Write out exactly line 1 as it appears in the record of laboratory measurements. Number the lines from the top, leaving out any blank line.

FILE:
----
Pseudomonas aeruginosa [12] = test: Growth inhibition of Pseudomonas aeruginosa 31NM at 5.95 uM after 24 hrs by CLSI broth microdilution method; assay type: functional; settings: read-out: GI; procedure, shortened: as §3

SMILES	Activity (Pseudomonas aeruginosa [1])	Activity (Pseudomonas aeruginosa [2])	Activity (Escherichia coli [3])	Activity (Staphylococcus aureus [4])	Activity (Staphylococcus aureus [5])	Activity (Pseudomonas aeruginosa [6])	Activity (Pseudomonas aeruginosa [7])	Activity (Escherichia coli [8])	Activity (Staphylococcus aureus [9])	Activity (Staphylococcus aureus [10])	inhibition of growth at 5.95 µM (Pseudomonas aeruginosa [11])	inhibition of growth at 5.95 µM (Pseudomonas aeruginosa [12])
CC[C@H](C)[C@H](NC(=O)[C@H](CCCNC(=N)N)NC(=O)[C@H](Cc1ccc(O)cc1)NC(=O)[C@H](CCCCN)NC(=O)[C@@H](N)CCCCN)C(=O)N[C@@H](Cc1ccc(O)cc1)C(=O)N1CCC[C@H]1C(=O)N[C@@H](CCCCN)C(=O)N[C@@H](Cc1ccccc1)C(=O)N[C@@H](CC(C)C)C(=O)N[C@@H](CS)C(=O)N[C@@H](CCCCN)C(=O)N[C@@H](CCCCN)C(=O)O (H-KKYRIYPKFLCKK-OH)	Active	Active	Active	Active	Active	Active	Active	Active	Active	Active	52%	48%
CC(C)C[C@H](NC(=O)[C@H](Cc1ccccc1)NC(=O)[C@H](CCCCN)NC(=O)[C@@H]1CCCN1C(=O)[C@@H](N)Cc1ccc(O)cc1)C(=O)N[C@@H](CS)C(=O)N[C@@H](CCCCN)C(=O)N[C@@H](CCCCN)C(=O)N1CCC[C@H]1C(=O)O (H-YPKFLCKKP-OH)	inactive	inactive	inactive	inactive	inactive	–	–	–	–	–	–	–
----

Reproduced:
Pseudomonas aeruginosa [12] = test: Growth inhibition of Pseudomonas aeruginosa 31NM at 5.95 uM after 24 hrs by CLSI broth microdilution method; assay type: functional; settings: read-out: GI; procedure, shortened: as §3